The Future Please
L&M Arts proudly presents Jenny Holzer: THE FUTURE PLEASE, the artist’s first major exhibition in Los Angeles in many years. To mark the occasion the exhibition will be presented in two parts. The West Gallery will take the viewer through a selection of the artist’s work from the 1970s to the present, including granite benches and her iconic LED signs. The East gallery will showcase Holzer’s latest body of work, the Redaction Paintings, based on declassified and other sensitive US documents and inspired by Russian Constructivism.
For decades, Holzer has captivated audiences with her work, using text as her primary medium. The words themselves, often presented as declarations, are charged or everyday in nature, and sometimes they are both. Their full power, however, rests in the artist’s means of communication. Holzer employs painted signs, bronze plaques, stone benches, posters, hats, condoms, and LED signs to convey her ideas, offering her content in uniquely humble and democratic ways, the accessible materials in stark contrast to her complex thoughts.
In this exhibit, Holzer’s 1980s plaques will be shown along with her granite benches, displayed in both the interior and exterior spaces of the gallery. Early LED signs, which brought the dazzle of new technology to the work, will also be on view. Their glittering messages and the urgency of their fleeting presentation are quite unlike the enduring, obdurate nature of the inscriptions in stone. The LED medium still resonates for the artist, who will include a new installation that makes use of the latest technology and a sculptural configuration to present declassified documents from the wars in the Middle East.
The possibility for visual art to be composed of language is seen most clearly in the artist’s recent light projections. Holzer’s work has always been with words, their presentation, and how they interact with the environment of exhibition. In the projections, language and site become one and the same. Original text by the artist as well as borrowed text from others have been projected on buildings and landscapes internationally. For the duration of the exhibition at L&M Arts, two projections realized with a technology new to Holzer will activate gallery facades.
Holzer began her training as a painter, only to abandon the medium in favor of the text-based work for which she has become known. The artist’s more recent work, however, marks a triumphant return to paint, while still operating in the service of words or rather, their absence. Her Redaction Paintings are derived from publicly available US government documents. The censor’s marks are unmodified and the large sections of obscured text leave only sentence fragments or single words, echoes of the original content. Holzer, who has built a career on putting words into the world of art, is now making work about their suppression. The blocks of redacted text on the page translate onto linen as chromatic fades and geometric passages. The color and composition can be linked to the work of Suprematist Kazimir Malevich, and Holzer finds common ground with the Constructivist idea of art working for social purposes. Here, perhaps, with the choice of color and the careful rendering of secrets and revelations, Holzer provides optimism for the future, borne from the atrocities and tragedy of the recent past.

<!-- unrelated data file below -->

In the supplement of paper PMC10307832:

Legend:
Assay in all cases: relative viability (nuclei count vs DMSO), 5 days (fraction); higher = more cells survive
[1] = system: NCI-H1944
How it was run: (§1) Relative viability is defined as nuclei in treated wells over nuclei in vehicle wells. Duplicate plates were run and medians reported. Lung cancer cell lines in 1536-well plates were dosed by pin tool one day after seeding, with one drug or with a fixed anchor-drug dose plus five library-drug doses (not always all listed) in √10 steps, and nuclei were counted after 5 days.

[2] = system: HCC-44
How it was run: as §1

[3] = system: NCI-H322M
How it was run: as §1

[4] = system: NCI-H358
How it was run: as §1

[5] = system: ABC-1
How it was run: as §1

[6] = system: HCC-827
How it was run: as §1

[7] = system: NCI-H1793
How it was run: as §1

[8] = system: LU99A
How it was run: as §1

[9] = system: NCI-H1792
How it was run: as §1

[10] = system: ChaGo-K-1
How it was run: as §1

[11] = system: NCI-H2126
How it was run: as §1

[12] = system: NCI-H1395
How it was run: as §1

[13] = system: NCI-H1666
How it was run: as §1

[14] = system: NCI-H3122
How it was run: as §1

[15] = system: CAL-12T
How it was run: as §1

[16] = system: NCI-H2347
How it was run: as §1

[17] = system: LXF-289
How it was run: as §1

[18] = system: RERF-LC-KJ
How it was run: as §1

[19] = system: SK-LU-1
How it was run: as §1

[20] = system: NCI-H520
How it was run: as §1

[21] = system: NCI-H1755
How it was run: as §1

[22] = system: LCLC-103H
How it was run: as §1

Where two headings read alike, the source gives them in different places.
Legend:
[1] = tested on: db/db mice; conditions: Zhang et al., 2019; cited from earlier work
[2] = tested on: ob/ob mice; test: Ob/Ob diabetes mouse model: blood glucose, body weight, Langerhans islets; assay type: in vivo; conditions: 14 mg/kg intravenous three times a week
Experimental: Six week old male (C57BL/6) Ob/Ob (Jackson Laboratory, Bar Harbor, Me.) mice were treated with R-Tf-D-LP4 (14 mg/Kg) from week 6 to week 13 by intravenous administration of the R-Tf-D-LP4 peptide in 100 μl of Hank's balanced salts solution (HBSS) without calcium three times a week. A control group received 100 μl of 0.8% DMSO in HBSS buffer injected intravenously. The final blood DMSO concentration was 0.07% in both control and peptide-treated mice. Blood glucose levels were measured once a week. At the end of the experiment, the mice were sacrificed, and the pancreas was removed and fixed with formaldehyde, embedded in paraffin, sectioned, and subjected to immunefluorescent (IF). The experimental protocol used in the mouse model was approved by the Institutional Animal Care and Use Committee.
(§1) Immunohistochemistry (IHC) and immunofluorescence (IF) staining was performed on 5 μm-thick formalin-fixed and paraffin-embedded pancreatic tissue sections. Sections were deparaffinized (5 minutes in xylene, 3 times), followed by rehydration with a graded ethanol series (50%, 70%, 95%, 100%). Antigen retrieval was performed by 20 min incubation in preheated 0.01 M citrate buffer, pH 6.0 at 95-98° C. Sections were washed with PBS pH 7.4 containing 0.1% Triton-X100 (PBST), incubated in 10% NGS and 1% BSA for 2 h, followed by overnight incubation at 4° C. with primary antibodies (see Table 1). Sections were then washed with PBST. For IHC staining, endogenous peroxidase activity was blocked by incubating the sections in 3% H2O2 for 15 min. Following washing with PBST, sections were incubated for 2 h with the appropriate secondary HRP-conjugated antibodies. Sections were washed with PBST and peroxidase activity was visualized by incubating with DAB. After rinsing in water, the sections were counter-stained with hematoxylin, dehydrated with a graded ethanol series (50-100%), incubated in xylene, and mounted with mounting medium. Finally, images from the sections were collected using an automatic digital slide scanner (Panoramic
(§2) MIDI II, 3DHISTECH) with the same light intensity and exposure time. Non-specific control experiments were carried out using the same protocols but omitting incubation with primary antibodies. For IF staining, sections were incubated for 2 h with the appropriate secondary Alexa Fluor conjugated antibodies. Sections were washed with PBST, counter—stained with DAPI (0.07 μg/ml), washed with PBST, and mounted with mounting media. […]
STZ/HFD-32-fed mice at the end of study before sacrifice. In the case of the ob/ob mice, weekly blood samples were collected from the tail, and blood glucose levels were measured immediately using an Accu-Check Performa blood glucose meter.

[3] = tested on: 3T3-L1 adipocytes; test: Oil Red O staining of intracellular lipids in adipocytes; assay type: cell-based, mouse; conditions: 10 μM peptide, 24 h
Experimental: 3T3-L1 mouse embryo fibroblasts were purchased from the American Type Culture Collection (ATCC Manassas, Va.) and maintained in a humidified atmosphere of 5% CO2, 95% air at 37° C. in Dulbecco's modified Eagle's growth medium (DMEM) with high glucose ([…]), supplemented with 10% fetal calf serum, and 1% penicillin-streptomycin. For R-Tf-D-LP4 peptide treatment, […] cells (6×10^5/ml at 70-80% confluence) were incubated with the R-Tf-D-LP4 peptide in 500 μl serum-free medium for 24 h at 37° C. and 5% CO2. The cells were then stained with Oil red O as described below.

For more than thirty years, Jenny Holzer has presented her astringent ideas, arguments, and sorrows in public places and international exhibitions, including 7 World Trade Center, the Reichstag, the Venice Biennale, the Guggenheim Museums in New York and Bilbao, and the Whitney Museum of American Art. Holzer received the Leone d'Oro at the Venice Biennale in 1990 and the Crystal Award from the World Economic Forum in 1996. She holds honorary degrees from Williams College, the Rhode Island School of Design, The New School, and Smith College. She received the Barnard Medal of Distinction in 2011. Holzer lives and works in New York.